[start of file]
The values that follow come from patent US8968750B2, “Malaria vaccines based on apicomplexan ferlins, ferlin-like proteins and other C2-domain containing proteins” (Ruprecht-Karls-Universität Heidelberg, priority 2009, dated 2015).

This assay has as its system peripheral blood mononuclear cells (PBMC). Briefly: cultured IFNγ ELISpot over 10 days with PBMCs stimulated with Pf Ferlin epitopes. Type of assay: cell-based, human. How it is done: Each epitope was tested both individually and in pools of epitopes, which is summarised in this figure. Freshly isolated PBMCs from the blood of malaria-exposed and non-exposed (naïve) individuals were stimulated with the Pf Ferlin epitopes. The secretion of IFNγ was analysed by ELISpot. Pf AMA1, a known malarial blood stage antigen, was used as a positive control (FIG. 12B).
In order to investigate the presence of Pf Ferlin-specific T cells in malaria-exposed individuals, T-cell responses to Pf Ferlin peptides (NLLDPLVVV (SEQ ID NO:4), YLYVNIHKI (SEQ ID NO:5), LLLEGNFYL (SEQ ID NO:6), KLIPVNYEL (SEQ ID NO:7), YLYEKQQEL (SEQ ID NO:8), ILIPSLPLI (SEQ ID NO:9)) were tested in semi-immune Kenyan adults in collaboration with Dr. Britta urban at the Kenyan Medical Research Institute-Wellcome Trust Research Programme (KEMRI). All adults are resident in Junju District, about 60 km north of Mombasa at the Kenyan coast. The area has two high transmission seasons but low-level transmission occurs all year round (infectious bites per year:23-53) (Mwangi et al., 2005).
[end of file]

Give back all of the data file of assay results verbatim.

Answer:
The values that follow come from patent US8968750B2, “Malaria vaccines based on apicomplexan ferlins, ferlin-like proteins and other C2-domain containing proteins” (Ruprecht-Karls-Universität Heidelberg, priority 2009, dated 2015).

This assay has as its system peripheral blood mononuclear cells (PBMC). Briefly: cultured IFNγ ELISpot over 10 days with PBMCs stimulated with Pf Ferlin epitopes. Type of assay: cell-based, human. How it is done: Each epitope was tested both individually and in pools of epitopes, which is summarised in this figure. Freshly isolated PBMCs from the blood of malaria-exposed and non-exposed (naïve) individuals were stimulated with the Pf Ferlin epitopes. The secretion of IFNγ was analysed by ELISpot. Pf AMA1, a known malarial blood stage antigen, was used as a positive control (FIG. 12B).
In order to investigate the presence of Pf Ferlin-specific T cells in malaria-exposed individuals, T-cell responses to Pf Ferlin peptides (NLLDPLVVV (SEQ ID NO:4), YLYVNIHKI (SEQ ID NO:5), LLLEGNFYL (SEQ ID NO:6), KLIPVNYEL (SEQ ID NO:7), YLYEKQQEL (SEQ ID NO:8), ILIPSLPLI (SEQ ID NO:9)) were tested in semi-immune Kenyan adults in collaboration with Dr. Britta urban at the Kenyan Medical Research Institute-Wellcome Trust Research Programme (KEMRI). All adults are resident in Junju District, about 60 km north of Mombasa at the Kenyan coast. The area has two high transmission seasons but low-level transmission occurs all year round (infectious bites per year:23-53) (Mwangi et al., 2005).